Appointment to the Supreme Military Council was presumably based on merit and seniority. Colonel Ibrahim Babangida, for example, was made a member of the SMC largely because of his role in dislodging Colonel Dimka and other coup plotters from the premises of the Federal Radio Corporation of Nigeria (FRCN) during the February 13, 1976 coup.
Another member of the SMC, Major General-Joseph Garba, was the Commander to the Brigade of Guards in the last days of Gowon’s regime and he announced the July 29, 1975 coup.
National Executive Council (NEC)
The National Executive Council comprised ministers who included a few top military officers and some civilian. It was the policy making and implementation organ of government. The ministers in the National Executive Council assisted in the implementation of government policies in their respective ministries. They also assisted in policy formulation.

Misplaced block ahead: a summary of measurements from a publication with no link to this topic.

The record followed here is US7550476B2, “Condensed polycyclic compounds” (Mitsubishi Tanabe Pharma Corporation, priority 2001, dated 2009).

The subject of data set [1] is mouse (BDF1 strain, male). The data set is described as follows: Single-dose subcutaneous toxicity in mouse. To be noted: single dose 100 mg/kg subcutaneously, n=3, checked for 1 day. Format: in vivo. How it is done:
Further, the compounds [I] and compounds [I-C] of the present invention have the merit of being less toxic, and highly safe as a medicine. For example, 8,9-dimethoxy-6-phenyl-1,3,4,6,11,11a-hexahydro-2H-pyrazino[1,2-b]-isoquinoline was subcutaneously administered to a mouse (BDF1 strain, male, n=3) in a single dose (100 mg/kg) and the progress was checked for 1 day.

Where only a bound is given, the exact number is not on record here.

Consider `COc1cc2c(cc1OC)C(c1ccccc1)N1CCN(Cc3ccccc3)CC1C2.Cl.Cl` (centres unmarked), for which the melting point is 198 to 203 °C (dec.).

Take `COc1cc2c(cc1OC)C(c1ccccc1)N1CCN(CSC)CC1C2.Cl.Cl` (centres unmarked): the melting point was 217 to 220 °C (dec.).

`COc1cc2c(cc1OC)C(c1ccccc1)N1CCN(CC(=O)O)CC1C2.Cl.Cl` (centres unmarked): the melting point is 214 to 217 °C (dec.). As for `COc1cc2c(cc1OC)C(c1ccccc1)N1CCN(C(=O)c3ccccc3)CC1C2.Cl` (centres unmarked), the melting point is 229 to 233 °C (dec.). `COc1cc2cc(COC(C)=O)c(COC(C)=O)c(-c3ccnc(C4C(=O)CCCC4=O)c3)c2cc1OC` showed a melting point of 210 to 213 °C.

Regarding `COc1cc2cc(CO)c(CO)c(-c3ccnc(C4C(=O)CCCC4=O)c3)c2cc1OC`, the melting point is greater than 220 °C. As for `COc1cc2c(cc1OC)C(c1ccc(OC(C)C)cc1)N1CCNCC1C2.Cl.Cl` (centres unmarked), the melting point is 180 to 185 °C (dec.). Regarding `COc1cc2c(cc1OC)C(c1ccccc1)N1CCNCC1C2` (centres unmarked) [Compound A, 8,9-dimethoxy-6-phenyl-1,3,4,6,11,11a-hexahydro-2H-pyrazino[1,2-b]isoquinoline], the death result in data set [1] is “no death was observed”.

The Head of State was the chairman of the council. The civilian members of the Council usually included the Attorney-General and Minister of Justice and the Secretary to the Federal Government. The National Executive Council was inferior to the Supreme Military Council.
The Council of States
Another important organ of military administration was the National Council of States. The Council was established by Government in 1975. The body comprised the Head of State (Chairman), Chief of Staff Supreme Headquarters and State military governors.
The council was a coordinating institution and it advised the Federal Military Government on matters affecting the country. It was an advisory body.